The Lost Continent: Travels in Small Town America, Bill Bryson (Kimberly)


What are you reading this week?


I don’t know about any of you, but as an avid reader, I always have something I want to read. I used to keep a running list in my crackberry until I discovered Goodreads, and now my running list is out there, on the interwebs. It’s great. It’s also PRESSURE. I hesitate to take on new reads because I already have so much and heaven forbid anything jumps in front of anything else on my list.

So. There’s this thing called spring cleaning — maybe you’ve heard of it. In my place of residence, it happens very rarely. But I’ve decided to put it into practice when it comes to my TBR list. My criteria:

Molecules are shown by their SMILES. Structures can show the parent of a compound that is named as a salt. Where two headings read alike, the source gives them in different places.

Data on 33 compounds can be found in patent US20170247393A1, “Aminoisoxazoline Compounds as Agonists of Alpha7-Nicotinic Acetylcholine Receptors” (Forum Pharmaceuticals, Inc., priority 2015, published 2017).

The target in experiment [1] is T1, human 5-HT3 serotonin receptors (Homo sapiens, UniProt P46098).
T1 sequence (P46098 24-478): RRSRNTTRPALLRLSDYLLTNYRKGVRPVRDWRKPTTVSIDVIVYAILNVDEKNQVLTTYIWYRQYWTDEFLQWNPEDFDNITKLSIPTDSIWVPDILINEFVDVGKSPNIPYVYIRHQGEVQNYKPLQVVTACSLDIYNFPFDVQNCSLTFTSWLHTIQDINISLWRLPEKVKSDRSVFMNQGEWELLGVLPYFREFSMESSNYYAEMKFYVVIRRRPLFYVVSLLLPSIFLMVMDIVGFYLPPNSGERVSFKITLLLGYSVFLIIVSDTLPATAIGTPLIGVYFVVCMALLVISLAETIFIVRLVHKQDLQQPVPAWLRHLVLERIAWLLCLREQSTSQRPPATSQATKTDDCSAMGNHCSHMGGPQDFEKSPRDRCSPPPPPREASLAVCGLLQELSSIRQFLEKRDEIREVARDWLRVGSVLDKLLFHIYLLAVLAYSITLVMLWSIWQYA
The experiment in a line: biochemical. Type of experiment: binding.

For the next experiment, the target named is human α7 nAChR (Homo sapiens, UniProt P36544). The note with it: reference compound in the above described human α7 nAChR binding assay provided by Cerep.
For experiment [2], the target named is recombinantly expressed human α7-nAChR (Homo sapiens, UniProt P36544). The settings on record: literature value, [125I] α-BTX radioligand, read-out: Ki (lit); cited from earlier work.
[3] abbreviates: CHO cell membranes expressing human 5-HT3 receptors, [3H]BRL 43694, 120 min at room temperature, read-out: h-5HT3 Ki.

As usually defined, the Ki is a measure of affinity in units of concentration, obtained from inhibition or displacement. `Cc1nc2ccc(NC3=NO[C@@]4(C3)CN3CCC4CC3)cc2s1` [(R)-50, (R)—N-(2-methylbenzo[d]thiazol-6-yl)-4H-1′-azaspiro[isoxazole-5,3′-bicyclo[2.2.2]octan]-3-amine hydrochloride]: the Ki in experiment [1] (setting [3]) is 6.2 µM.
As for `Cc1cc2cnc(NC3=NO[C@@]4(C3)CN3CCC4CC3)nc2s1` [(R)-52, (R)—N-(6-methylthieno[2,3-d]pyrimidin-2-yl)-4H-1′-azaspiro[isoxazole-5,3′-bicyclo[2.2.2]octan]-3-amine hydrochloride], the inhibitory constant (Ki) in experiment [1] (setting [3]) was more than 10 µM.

Do I really want to read this?

That’s it.

It didn’t take me long to weed through and remove everything that I wouldn’t be excited about reading. I only managed to remove about 10 books from the list, but I do feel a bit better.

Do you keep any kind of to-read list? Do you dust it off from time to time and reevaluate?